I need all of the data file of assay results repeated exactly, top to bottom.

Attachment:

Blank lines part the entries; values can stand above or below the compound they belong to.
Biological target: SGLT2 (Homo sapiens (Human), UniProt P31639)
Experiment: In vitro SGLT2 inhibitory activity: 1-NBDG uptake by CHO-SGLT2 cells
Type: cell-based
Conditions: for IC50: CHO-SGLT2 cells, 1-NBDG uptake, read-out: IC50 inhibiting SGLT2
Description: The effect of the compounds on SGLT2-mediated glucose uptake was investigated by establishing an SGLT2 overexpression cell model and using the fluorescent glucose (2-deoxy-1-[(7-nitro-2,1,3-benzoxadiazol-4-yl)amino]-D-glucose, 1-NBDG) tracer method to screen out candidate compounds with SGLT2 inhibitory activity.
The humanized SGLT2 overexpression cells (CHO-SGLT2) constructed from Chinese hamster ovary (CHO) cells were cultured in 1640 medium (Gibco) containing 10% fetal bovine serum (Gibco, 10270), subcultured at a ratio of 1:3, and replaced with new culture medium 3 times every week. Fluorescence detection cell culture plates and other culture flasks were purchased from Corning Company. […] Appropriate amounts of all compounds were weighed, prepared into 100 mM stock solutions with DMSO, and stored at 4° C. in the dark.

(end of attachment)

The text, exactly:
Blank lines part the entries; values can stand above or below the compound they belong to.
Biological target: SGLT2 (Homo sapiens (Human), UniProt P31639)
Experiment: In vitro SGLT2 inhibitory activity: 1-NBDG uptake by CHO-SGLT2 cells
Type: cell-based
Conditions: for IC50: CHO-SGLT2 cells, 1-NBDG uptake, read-out: IC50 inhibiting SGLT2
Description: The effect of the compounds on SGLT2-mediated glucose uptake was investigated by establishing an SGLT2 overexpression cell model and using the fluorescent glucose (2-deoxy-1-[(7-nitro-2,1,3-benzoxadiazol-4-yl)amino]-D-glucose, 1-NBDG) tracer method to screen out candidate compounds with SGLT2 inhibitory activity.
The humanized SGLT2 overexpression cells (CHO-SGLT2) constructed from Chinese hamster ovary (CHO) cells were cultured in 1640 medium (Gibco) containing 10% fetal bovine serum (Gibco, 10270), subcultured at a ratio of 1:3, and replaced with new culture medium 3 times every week. Fluorescence detection cell culture plates and other culture flasks were purchased from Corning Company. […] Appropriate amounts of all compounds were weighed, prepared into 100 mM stock solutions with DMSO, and stored at 4° C. in the dark.